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Originally, this bronze statue of the god Horus was covered with precious materials, a golden plaster or gold plated to evoke the rotten flesh of the gods and incrustations of glass or earthenware. These different comforts masked the assemblies of the different parts melted with the lost wax. In the absence of text, style and technique have been used to date the work, probably dating back to the Third Intermediate Period.

This statue representing the god Horus in its hybrid form of a man with a falcon's head was probably part of a scene with three characters: Horus and Thoth framing the king and pouring over him the purification of the lustration. In his raised hands, Horus held the vase, now gone, containing the water of the ritual.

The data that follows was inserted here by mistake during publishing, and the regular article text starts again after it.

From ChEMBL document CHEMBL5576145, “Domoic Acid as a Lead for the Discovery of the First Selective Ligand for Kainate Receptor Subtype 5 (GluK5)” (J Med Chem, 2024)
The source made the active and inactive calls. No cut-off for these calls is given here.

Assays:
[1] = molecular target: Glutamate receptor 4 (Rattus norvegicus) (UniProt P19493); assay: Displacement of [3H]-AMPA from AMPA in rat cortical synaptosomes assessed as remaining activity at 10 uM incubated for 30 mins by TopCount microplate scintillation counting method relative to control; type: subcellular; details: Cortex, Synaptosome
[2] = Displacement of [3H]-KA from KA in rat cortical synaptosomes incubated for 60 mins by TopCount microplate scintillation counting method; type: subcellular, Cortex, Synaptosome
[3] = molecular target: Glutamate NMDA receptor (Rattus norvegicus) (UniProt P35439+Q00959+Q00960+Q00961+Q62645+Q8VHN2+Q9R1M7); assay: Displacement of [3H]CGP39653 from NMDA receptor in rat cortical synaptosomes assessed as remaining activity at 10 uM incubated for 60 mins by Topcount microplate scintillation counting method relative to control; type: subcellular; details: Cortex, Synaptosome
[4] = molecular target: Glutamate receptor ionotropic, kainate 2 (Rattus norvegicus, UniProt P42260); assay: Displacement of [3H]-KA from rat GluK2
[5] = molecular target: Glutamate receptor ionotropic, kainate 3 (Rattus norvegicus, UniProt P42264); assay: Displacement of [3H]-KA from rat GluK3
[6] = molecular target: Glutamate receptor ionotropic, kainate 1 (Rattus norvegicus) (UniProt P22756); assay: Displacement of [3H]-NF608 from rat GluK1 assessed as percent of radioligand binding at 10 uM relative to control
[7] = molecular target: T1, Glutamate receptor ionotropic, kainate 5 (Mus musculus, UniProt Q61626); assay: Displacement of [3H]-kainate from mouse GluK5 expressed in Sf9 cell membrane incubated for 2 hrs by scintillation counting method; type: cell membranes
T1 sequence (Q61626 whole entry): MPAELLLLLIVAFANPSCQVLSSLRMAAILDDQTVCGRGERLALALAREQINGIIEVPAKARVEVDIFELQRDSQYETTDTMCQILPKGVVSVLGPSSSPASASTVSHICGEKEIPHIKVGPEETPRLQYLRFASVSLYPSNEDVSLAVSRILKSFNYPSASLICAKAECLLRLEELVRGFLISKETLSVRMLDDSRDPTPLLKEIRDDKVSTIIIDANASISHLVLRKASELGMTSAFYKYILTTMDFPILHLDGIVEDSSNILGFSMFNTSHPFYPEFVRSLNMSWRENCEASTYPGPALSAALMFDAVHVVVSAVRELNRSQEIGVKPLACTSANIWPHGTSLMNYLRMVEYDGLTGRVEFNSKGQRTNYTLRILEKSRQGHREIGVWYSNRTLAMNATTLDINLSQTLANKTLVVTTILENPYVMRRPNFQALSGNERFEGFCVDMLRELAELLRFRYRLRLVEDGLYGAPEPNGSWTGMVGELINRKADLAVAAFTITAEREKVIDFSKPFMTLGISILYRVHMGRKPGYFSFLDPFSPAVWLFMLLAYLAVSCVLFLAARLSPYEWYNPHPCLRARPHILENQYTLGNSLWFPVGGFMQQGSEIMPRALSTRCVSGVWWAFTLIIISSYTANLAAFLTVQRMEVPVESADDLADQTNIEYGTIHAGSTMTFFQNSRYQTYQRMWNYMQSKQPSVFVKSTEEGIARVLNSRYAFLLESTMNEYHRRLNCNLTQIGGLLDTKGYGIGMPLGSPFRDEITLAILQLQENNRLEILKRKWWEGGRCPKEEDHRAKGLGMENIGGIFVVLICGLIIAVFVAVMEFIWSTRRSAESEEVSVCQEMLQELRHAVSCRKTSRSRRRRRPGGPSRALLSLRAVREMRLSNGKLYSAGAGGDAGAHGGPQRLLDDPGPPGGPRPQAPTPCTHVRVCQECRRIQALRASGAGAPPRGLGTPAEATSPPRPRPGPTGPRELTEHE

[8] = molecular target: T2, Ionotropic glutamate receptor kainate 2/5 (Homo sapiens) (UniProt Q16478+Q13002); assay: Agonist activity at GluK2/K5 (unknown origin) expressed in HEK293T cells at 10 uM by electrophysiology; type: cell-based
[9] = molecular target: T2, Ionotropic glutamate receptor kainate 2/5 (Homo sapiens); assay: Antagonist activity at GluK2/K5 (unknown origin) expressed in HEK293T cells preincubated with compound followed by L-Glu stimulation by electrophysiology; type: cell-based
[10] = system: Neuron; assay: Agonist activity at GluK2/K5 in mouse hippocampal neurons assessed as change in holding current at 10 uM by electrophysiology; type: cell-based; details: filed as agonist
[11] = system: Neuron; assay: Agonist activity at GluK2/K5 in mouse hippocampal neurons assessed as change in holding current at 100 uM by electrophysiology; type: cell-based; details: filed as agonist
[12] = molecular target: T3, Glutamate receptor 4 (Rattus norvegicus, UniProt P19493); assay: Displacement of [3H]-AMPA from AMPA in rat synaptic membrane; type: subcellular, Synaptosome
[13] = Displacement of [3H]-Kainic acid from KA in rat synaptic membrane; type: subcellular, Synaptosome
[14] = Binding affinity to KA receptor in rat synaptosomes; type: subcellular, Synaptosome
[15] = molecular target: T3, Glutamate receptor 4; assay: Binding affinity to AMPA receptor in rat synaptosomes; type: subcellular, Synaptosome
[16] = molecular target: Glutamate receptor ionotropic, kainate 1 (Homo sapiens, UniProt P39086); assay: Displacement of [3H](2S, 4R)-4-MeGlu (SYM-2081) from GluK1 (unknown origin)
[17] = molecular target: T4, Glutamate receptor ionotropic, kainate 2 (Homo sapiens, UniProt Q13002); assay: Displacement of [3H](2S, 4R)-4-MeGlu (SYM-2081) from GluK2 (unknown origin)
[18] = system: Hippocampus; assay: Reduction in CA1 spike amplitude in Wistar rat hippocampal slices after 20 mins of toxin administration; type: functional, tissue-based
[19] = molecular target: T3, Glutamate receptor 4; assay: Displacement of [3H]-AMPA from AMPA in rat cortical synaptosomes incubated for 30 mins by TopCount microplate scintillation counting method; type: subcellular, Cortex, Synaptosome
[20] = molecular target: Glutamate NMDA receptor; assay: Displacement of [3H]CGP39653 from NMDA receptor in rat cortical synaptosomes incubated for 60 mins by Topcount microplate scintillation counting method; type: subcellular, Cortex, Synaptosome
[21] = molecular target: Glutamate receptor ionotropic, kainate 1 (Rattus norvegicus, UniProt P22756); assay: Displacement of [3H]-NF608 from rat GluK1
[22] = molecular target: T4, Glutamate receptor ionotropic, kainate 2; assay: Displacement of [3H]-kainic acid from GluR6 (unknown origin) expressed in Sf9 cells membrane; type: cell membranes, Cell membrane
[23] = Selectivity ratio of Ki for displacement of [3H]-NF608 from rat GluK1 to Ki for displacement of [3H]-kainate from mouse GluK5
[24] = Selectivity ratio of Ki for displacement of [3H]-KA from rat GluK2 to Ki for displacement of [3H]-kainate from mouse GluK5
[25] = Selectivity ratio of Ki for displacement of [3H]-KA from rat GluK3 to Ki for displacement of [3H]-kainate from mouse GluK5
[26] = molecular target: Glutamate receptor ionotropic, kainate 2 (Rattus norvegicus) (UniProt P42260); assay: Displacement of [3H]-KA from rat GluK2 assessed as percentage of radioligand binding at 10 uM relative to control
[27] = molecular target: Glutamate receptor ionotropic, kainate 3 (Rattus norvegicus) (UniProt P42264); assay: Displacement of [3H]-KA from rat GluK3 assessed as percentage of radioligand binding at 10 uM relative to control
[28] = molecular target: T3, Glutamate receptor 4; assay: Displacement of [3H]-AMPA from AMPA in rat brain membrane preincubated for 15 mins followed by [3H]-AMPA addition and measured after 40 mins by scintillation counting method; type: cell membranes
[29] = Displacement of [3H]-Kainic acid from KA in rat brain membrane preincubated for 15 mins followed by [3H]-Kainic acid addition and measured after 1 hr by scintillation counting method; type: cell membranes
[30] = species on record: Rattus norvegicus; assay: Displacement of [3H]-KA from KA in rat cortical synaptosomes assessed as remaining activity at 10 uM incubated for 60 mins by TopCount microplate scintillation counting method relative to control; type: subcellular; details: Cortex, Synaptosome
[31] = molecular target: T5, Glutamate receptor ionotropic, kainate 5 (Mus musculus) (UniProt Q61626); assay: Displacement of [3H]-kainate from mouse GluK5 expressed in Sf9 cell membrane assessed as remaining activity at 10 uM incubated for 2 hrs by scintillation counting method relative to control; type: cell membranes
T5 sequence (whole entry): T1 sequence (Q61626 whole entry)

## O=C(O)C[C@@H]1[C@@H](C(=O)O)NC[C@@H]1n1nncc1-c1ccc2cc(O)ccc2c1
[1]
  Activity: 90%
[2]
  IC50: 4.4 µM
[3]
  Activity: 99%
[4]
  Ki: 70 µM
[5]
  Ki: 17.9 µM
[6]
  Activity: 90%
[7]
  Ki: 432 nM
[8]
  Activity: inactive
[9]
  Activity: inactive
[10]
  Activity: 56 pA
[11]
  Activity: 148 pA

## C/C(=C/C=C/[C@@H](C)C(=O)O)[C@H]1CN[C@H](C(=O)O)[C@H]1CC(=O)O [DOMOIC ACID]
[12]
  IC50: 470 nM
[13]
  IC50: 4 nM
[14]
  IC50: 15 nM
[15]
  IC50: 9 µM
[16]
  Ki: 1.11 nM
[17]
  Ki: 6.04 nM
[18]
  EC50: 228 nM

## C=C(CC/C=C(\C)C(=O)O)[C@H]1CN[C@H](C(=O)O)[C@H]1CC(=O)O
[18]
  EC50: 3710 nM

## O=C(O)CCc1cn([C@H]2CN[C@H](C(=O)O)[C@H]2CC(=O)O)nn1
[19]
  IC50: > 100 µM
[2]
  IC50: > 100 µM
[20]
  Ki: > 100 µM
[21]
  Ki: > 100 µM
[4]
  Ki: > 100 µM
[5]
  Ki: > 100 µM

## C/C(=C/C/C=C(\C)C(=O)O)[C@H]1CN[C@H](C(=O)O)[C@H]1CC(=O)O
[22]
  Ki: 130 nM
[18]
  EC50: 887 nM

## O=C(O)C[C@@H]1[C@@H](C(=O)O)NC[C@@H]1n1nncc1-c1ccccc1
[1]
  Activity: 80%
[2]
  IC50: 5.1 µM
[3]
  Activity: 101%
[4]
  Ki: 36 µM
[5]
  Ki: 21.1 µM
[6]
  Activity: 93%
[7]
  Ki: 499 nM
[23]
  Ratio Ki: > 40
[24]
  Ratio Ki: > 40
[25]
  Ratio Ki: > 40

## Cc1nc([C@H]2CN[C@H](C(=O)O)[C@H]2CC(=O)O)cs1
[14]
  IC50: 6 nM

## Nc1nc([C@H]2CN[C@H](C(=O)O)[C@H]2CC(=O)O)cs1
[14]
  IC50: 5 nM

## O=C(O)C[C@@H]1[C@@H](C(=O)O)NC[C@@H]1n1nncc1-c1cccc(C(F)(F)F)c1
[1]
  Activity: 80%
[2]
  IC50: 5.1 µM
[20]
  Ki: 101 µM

The statue, fused with lost wax in several tight pieces, is hollow, emptied of its clay core. The incrustations of glass paste or colored mud filled the orbit of his eyes, the locks of the wig and the folds of the loincloth. The granular appearance of the metal's surface suggests that the naked parts of the body were covered with a layer of gold that evoked the rotten flesh of the gods.

The appearance of the character is quite representative of the canons of the Third Intermediate Period: the silhouette is powerful, thin and slender, the long bust with high pectorals placed and narrow waist. It is stable, on long legs with the musculature carefully modeled.

During this period, Egyptian bronze masters easily mastered all the techniques of their art. This statue of Horus is one of the biggest jewels.